Glioblastoma (GBM) is a highly aggressive malignancy that requires a multidisciplinary therapeutic approach of surgery, chemotherapy, and radiation therapy, but therapy is frequently limited by side effects. The most common adverse effect of chemotherapy with temozolomide (TMZ) is myelosuppression. It remains unclear whether the degree of bone-marrow suppression might serve as a biomarker for treatment outcome. The aim of the current study was to investigate whether the degree of bone-marrow toxicity in patients treated with TMZ correlates with overall survival (OS) and MRI-based time to progression (progression-free survival [PFS]).
Complete blood counts and clinical and imaging information were collected retrospectively from 86 cases involving GBM patients who had completed both radiation therapy and at least 6 monthly cycles of chemotherapy with TMZ.
Using a multivariate Cox proportional hazard model, it was observed that MGMT promoter methylation, wild-type EGFR, younger patient age at diagnosis, and treatment-induced decreases in white blood cell counts were associated with improved OS. The 2-year survival rate was 25% and 58% for patients with increases and decreases, respectively, in white blood cell counts from baseline over 6 months of TMZ treatment. Consistent with the literature, IDH mutation and MGMT promoter methylation were associated with better PFS and OS. IDH mutation and MGMT promoter methylation were not correlated with changes in peripheral red blood cell or white blood cell counts.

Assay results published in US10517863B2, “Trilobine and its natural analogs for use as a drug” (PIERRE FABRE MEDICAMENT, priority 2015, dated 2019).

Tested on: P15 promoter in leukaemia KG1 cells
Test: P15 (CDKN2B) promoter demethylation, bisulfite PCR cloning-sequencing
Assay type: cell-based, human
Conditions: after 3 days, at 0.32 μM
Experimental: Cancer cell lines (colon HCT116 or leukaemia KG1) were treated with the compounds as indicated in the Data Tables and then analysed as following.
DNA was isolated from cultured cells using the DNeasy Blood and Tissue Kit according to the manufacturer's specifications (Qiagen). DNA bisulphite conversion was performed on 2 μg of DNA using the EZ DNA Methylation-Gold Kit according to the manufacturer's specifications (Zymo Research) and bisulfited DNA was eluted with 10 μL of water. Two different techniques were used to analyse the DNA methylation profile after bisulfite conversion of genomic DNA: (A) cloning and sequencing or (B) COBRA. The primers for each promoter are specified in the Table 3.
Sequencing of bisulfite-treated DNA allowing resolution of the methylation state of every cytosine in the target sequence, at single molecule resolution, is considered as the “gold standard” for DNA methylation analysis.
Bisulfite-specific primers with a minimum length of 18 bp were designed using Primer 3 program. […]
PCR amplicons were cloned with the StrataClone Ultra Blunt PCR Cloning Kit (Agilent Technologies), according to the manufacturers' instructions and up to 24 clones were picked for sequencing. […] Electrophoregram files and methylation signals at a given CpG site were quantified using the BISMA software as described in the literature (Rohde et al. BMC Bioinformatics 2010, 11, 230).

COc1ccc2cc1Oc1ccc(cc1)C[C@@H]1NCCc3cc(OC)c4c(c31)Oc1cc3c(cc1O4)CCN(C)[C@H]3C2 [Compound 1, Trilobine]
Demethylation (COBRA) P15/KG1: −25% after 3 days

Decreases in white blood cell counts might serve as a potential biomarker for OS and PFS in malignant glioma patients treated with radiation therapy and TMZ. It remains unclear whether treatment-induced changes in white blood cell counts correlate with drug-induced antitumor activity or represent an independent factor of the altered local and systemic tumor environment. Additional studies will be needed to determine dose dependence for chemotherapy based upon peripheral blood counts.